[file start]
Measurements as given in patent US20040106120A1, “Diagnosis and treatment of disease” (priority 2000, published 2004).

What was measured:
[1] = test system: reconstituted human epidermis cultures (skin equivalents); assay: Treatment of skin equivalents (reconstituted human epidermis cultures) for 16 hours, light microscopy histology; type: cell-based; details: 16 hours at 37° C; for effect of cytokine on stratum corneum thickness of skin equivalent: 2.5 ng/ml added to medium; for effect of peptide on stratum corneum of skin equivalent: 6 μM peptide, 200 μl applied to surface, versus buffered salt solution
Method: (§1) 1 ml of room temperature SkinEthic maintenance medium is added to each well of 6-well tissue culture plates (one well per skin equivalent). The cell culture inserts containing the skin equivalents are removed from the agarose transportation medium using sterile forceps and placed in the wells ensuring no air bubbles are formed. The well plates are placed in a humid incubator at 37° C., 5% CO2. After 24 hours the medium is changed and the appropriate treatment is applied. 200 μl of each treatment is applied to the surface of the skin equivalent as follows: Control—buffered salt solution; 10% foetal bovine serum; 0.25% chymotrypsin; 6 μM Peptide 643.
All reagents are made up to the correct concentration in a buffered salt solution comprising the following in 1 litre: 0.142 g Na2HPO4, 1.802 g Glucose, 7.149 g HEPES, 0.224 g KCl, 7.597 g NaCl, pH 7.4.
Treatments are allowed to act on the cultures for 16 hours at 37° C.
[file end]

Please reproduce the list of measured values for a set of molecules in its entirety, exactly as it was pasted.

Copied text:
Measurements as given in patent US20040106120A1, “Diagnosis and treatment of disease” (priority 2000, published 2004).

What was measured:
[1] = test system: reconstituted human epidermis cultures (skin equivalents); assay: Treatment of skin equivalents (reconstituted human epidermis cultures) for 16 hours, light microscopy histology; type: cell-based; details: 16 hours at 37° C; for effect of cytokine on stratum corneum thickness of skin equivalent: 2.5 ng/ml added to medium; for effect of peptide on stratum corneum of skin equivalent: 6 μM peptide, 200 μl applied to surface, versus buffered salt solution
Method: (§1) 1 ml of room temperature SkinEthic maintenance medium is added to each well of 6-well tissue culture plates (one well per skin equivalent). The cell culture inserts containing the skin equivalents are removed from the agarose transportation medium using sterile forceps and placed in the wells ensuring no air bubbles are formed. The well plates are placed in a humid incubator at 37° C., 5% CO2. After 24 hours the medium is changed and the appropriate treatment is applied. 200 μl of each treatment is applied to the surface of the skin equivalent as follows: Control—buffered salt solution; 10% foetal bovine serum; 0.25% chymotrypsin; 6 μM Peptide 643.
All reagents are made up to the correct concentration in a buffered salt solution comprising the following in 1 litre: 0.142 g Na2HPO4, 1.802 g Glucose, 7.149 g HEPES, 0.224 g KCl, 7.597 g NaCl, pH 7.4.
Treatments are allowed to act on the cultures for 16 hours at 37° C.